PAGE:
The Scottish Labour leader was speaking in Stirling as he launched a new bus urging voters to choose his party on the regional list ballot.
A recent poll put Labour in third place behind the Scottish Conservatives with 23 per cent of the constituency vote and 19 per cent of the regional vote, leaving the party with 24 seats to the Conservatives’ 28.
Asked whether he was concerned if not having a clear anti or pro-independence stance would lead to voters simply not turning out to vote for his party, Mr Sarwar said it was likely the SNP who were more worried.
He said: "I actually think that people most worried about the turnout challenge right now is probably going to be the SNP rather than us to be honest.
"They are projecting they are guaranteed to win, they are projecting they're going to get a majority, so that in itself comes with its own challenge.
"I think the Conservative campaign is purely focused on a core vote strategy. They just want to hold on to what they have got and that's why in some ways they are talking about the referendum and independence even more than the SNP are, because that's the way they are going to try to maximise their share of the vote.”
This election could come to down to how as few as 5,000 votes are cast in six constituencies with the narrowest majority for pro-union parties.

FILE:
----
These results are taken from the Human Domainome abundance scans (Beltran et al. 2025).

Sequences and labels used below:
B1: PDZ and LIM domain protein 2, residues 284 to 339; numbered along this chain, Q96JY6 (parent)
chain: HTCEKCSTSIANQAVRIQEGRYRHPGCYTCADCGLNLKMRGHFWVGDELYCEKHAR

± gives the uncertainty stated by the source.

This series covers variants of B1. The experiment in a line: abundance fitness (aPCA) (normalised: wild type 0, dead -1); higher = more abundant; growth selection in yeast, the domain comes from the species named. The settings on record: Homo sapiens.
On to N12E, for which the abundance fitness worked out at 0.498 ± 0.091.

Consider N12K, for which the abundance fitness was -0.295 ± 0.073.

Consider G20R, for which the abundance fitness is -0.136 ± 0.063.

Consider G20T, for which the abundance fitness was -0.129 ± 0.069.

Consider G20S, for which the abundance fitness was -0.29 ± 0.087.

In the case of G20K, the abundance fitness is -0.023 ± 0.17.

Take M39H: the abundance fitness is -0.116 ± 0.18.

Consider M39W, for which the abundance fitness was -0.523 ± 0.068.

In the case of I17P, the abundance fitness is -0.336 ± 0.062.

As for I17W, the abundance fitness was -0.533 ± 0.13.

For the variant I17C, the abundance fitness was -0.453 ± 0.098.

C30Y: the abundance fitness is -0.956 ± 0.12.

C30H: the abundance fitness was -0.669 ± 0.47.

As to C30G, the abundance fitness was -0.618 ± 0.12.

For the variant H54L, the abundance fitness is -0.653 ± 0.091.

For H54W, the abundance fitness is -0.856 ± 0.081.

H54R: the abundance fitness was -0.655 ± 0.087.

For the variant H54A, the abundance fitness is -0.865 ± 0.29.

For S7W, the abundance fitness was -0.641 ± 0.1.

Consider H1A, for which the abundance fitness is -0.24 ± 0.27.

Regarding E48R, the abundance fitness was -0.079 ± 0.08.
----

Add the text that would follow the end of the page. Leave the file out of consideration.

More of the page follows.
Edinburgh Southern, East Lothian and the narrowest majority in Scotland, Dumbarton, are all held by Scottish Labour.
Mr Sarwar said: "I am trying to reach out to people who are not just in the base of the Labour Party. I am trying to reach out beyond our base and that is reaching out to different demographics geographically, but also different demographics in terms of where they have stood on previous binary choices.
"I think that is a message that is cutting through, I think we are getting more and more activism on the streets.
"I think we are who will be the most active campaign in the final week, we will be the most energetic campaign in the final week.”
Asked why anyone voting SNP on the constituency list would vote Labour on the regional list, the Scottish Labour leader said it was a “mistake” to assume voters only sat in pro-union or pro-independence camps.
Mr Sarwar said: "I think it is too easy and I think the SNP make this mistake and I think the political bubble more widely makes this mistake is to assume that every single person falls into a category of they’re either a hardcore no voter who hasn’t got the ability to want to work together on issues that they agree on and everyone who is a Yes voter is a hardcore Yes voter who doesn’t want to work with anyone else on issues they agree on.
"I know from speaking to people there are people who still want to support independence at some point in the future but also want us to focus on recovery in the next parliament.”